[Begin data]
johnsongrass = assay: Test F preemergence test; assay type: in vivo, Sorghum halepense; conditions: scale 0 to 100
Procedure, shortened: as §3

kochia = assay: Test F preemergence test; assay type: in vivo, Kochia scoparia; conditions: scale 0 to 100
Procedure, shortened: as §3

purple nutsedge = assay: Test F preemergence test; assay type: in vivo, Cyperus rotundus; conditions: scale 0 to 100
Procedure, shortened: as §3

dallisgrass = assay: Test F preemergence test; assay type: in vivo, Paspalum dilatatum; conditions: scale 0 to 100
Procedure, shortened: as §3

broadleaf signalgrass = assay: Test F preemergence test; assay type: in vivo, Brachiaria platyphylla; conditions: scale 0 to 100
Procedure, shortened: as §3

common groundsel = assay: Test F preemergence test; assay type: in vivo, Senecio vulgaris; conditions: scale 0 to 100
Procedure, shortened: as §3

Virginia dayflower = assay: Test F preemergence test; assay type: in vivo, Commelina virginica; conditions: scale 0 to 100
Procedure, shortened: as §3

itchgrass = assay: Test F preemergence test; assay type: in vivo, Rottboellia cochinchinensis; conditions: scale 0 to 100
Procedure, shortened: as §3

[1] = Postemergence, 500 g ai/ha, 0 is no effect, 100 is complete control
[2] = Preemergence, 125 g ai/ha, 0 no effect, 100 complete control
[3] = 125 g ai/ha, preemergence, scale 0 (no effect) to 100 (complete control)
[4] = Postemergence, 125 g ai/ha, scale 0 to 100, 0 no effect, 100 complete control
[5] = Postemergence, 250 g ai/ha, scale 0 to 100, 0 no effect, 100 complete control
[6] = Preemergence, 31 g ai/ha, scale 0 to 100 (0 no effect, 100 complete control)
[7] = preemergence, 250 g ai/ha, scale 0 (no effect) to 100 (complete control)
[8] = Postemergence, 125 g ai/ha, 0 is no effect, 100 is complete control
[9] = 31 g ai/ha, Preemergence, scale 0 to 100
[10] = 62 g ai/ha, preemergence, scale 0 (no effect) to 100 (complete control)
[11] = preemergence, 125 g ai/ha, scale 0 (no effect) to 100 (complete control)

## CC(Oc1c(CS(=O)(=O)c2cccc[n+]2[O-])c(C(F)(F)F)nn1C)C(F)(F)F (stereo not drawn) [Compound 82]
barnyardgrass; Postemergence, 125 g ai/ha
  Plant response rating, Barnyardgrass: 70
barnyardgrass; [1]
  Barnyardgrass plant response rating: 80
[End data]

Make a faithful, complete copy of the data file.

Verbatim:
johnsongrass = assay: Test F preemergence test; assay type: in vivo, Sorghum halepense; conditions: scale 0 to 100
Procedure, shortened: as §3

kochia = assay: Test F preemergence test; assay type: in vivo, Kochia scoparia; conditions: scale 0 to 100
Procedure, shortened: as §3

purple nutsedge = assay: Test F preemergence test; assay type: in vivo, Cyperus rotundus; conditions: scale 0 to 100
Procedure, shortened: as §3

dallisgrass = assay: Test F preemergence test; assay type: in vivo, Paspalum dilatatum; conditions: scale 0 to 100
Procedure, shortened: as §3

broadleaf signalgrass = assay: Test F preemergence test; assay type: in vivo, Brachiaria platyphylla; conditions: scale 0 to 100
Procedure, shortened: as §3

common groundsel = assay: Test F preemergence test; assay type: in vivo, Senecio vulgaris; conditions: scale 0 to 100
Procedure, shortened: as §3

Virginia dayflower = assay: Test F preemergence test; assay type: in vivo, Commelina virginica; conditions: scale 0 to 100
Procedure, shortened: as §3

itchgrass = assay: Test F preemergence test; assay type: in vivo, Rottboellia cochinchinensis; conditions: scale 0 to 100
Procedure, shortened: as §3

[1] = Postemergence, 500 g ai/ha, 0 is no effect, 100 is complete control
[2] = Preemergence, 125 g ai/ha, 0 no effect, 100 complete control
[3] = 125 g ai/ha, preemergence, scale 0 (no effect) to 100 (complete control)
[4] = Postemergence, 125 g ai/ha, scale 0 to 100, 0 no effect, 100 complete control
[5] = Postemergence, 250 g ai/ha, scale 0 to 100, 0 no effect, 100 complete control
[6] = Preemergence, 31 g ai/ha, scale 0 to 100 (0 no effect, 100 complete control)
[7] = preemergence, 250 g ai/ha, scale 0 (no effect) to 100 (complete control)
[8] = Postemergence, 125 g ai/ha, 0 is no effect, 100 is complete control
[9] = 31 g ai/ha, Preemergence, scale 0 to 100
[10] = 62 g ai/ha, preemergence, scale 0 (no effect) to 100 (complete control)
[11] = preemergence, 125 g ai/ha, scale 0 (no effect) to 100 (complete control)

## CC(Oc1c(CS(=O)(=O)c2cccc[n+]2[O-])c(C(F)(F)F)nn1C)C(F)(F)F (stereo not drawn) [Compound 82]
barnyardgrass; Postemergence, 125 g ai/ha
  Plant response rating, Barnyardgrass: 70
barnyardgrass; [1]
  Barnyardgrass plant response rating: 80